According to a computer-based mathematical model in the March issue of the JAMA journal Archives of Ophthalmology, middle-aged African-American patients may benefit from a routine national glaucoma screening program. However, the test's potential effect on decreasing visual impairment and blindness could be small.
Background information in the study states:
"Primary open-angle glaucoma is a chronic, degenerative disease that affects more than 2.2 million Americans and 1.9 percent of Americans older than 40 years. The high prevalence of undiagnosed glaucoma contributes to visual loss, an outcome that is disproportionately common in African American individuals, where as many as 11 percent of elderly patients develop blindness."
Joseph A. Ladapo, M.D., Ph.D., previously at Beth Israel Deaconess Medical Center and Harvard Medical School in Boston who is now at the NYU Langone Medical Center in New York, and his team obtained data from the Eye Diseases Prevalence Research Group and Baltimore Eye Study to develop a micro-simulation computer-based model that projects visual outcomes amongst African Americans who receive glaucoma screening under a national screening policy.
The researchers model demonstrated that a universal, community-based glaucoma-screening program for African American patients could be clinically effective, even though the overall possible impact on the patients' visual impairment and blindness may be somewhat modest.
They predict that by screening African Americans aged between 50 to 59 years without diagnosed glaucoma, the outcome could result in a lower lifetime prevalence of undiagnosed glaucoma from 50% to 27%, and lower the prevalence of glaucoma-related visual impairment from 4.6% to 4.4%, as well as reducing the prevalence of glaucoma-linked blindness from 6.1% to 5.6%.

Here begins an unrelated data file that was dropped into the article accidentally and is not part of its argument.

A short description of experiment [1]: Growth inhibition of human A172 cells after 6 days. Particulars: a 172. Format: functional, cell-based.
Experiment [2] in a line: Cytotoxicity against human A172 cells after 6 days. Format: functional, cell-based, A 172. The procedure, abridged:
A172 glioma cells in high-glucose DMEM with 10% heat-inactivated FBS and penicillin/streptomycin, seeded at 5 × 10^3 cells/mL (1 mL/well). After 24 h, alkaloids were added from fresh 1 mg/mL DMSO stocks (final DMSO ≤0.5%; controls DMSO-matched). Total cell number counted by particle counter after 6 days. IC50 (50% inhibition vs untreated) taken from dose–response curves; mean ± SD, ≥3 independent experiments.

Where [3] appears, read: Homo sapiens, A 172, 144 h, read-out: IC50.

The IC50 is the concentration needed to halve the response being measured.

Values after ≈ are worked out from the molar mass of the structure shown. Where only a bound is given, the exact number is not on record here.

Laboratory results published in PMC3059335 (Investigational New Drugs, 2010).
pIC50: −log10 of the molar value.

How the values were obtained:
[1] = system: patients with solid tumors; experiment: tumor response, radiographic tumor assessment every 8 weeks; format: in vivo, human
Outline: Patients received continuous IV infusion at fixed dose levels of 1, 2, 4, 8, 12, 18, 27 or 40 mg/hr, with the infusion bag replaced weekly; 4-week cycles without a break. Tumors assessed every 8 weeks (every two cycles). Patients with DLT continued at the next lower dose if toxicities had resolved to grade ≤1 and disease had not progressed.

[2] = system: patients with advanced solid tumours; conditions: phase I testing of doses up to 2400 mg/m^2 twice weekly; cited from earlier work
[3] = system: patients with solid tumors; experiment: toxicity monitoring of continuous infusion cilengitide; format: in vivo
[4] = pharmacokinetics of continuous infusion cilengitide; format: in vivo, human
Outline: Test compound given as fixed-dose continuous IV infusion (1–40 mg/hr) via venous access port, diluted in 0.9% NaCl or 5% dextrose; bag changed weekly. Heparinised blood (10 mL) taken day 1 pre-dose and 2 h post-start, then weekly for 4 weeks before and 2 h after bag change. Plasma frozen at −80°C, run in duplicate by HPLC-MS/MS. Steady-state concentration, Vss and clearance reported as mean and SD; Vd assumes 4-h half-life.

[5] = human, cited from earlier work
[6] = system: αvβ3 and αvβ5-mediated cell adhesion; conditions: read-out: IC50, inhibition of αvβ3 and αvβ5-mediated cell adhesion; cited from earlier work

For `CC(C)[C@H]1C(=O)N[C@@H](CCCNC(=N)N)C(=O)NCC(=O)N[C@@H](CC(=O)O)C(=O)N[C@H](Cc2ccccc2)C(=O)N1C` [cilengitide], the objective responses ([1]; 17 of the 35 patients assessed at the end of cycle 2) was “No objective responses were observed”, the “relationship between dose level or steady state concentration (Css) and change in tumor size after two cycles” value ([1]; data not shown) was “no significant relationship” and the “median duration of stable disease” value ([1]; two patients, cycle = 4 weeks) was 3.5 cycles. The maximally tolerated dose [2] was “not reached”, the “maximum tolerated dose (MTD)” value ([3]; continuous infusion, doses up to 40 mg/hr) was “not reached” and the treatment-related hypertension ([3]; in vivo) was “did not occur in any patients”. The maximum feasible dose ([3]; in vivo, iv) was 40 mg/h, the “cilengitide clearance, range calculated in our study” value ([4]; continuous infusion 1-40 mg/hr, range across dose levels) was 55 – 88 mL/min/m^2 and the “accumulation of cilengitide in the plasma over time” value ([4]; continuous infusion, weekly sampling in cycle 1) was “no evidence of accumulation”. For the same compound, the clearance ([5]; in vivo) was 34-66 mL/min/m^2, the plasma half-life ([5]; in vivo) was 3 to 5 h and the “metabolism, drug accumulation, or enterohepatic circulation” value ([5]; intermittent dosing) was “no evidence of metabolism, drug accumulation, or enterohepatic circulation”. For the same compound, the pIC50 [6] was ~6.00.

The researchers calculated the projected cost per screened individual as $80, which only includes the cost of frequency-doubling technology and an eye examination to confirm the diagnosis. They calculated that in order to diagnose one patient with glaucoma, 58 individuals would have to be screened, whilst estimating that 875 people would have to be screened in order to prevent one person from developing visual impairment.
The researchers point out that the estimations did not include "the cost of visual rehabilitation, disability or long-term care in patients with blindness, which are substantial." They summarize their findings, saying:
"We conclude that routine screening for glaucoma in African American individuals is a potentially clinically effective and economical method to reduce the burden of glaucoma-related visual impairment and blindness, though its absolute benefit is likely to be modest. Future studies should also consider long-term costs associated with treatment and the impact of delaying visual impairment on health-related quality of life."
Written by Grace Rattue